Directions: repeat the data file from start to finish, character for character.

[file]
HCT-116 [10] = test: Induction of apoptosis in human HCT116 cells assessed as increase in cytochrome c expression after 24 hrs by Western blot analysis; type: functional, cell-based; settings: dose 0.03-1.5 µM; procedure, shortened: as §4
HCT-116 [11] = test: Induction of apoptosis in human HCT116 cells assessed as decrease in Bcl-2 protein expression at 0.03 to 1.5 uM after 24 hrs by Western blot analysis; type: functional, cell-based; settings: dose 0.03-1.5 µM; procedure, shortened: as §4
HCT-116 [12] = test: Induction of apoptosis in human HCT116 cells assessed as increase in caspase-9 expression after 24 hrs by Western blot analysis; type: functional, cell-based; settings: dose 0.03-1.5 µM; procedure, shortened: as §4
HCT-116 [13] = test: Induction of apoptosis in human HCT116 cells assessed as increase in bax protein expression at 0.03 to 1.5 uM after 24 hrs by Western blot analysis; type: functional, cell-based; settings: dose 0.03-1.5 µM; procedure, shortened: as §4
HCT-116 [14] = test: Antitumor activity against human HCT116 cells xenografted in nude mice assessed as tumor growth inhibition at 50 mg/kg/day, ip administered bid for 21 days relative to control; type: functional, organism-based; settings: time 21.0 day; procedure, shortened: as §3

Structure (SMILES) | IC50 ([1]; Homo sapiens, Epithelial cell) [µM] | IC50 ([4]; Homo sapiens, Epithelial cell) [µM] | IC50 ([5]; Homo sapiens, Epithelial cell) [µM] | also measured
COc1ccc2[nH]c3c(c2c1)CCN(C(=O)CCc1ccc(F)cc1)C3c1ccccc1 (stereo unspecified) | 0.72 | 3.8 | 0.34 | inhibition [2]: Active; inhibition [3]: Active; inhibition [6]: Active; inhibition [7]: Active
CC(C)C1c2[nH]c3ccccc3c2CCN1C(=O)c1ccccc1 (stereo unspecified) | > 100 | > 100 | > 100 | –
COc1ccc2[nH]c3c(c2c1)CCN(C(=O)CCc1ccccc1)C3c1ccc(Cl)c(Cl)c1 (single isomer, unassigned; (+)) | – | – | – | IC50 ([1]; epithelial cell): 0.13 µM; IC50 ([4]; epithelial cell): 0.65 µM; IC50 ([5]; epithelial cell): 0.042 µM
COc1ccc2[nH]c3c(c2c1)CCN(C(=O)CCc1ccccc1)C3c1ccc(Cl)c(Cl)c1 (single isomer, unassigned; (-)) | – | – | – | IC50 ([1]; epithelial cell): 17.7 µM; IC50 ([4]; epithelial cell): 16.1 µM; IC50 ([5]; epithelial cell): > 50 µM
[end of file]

HCT-116 [10] = test: Induction of apoptosis in human HCT116 cells assessed as increase in cytochrome c expression after 24 hrs by Western blot analysis; type: functional, cell-based; settings: dose 0.03-1.5 µM; procedure, shortened: as §4
HCT-116 [11] = test: Induction of apoptosis in human HCT116 cells assessed as decrease in Bcl-2 protein expression at 0.03 to 1.5 uM after 24 hrs by Western blot analysis; type: functional, cell-based; settings: dose 0.03-1.5 µM; procedure, shortened: as §4
HCT-116 [12] = test: Induction of apoptosis in human HCT116 cells assessed as increase in caspase-9 expression after 24 hrs by Western blot analysis; type: functional, cell-based; settings: dose 0.03-1.5 µM; procedure, shortened: as §4
HCT-116 [13] = test: Induction of apoptosis in human HCT116 cells assessed as increase in bax protein expression at 0.03 to 1.5 uM after 24 hrs by Western blot analysis; type: functional, cell-based; settings: dose 0.03-1.5 µM; procedure, shortened: as §4
HCT-116 [14] = test: Antitumor activity against human HCT116 cells xenografted in nude mice assessed as tumor growth inhibition at 50 mg/kg/day, ip administered bid for 21 days relative to control; type: functional, organism-based; settings: time 21.0 day; procedure, shortened: as §3

Structure (SMILES) | IC50 ([1]; Homo sapiens, Epithelial cell) [µM] | IC50 ([4]; Homo sapiens, Epithelial cell) [µM] | IC50 ([5]; Homo sapiens, Epithelial cell) [µM] | also measured
COc1ccc2[nH]c3c(c2c1)CCN(C(=O)CCc1ccc(F)cc1)C3c1ccccc1 (stereo unspecified) | 0.72 | 3.8 | 0.34 | inhibition [2]: Active; inhibition [3]: Active; inhibition [6]: Active; inhibition [7]: Active
CC(C)C1c2[nH]c3ccccc3c2CCN1C(=O)c1ccccc1 (stereo unspecified) | > 100 | > 100 | > 100 | –
COc1ccc2[nH]c3c(c2c1)CCN(C(=O)CCc1ccccc1)C3c1ccc(Cl)c(Cl)c1 (single isomer, unassigned; (+)) | – | – | – | IC50 ([1]; epithelial cell): 0.13 µM; IC50 ([4]; epithelial cell): 0.65 µM; IC50 ([5]; epithelial cell): 0.042 µM
COc1ccc2[nH]c3c(c2c1)CCN(C(=O)CCc1ccccc1)C3c1ccc(Cl)c(Cl)c1 (single isomer, unassigned; (-)) | – | – | – | IC50 ([1]; epithelial cell): 17.7 µM; IC50 ([4]; epithelial cell): 16.1 µM; IC50 ([5]; epithelial cell): > 50 µM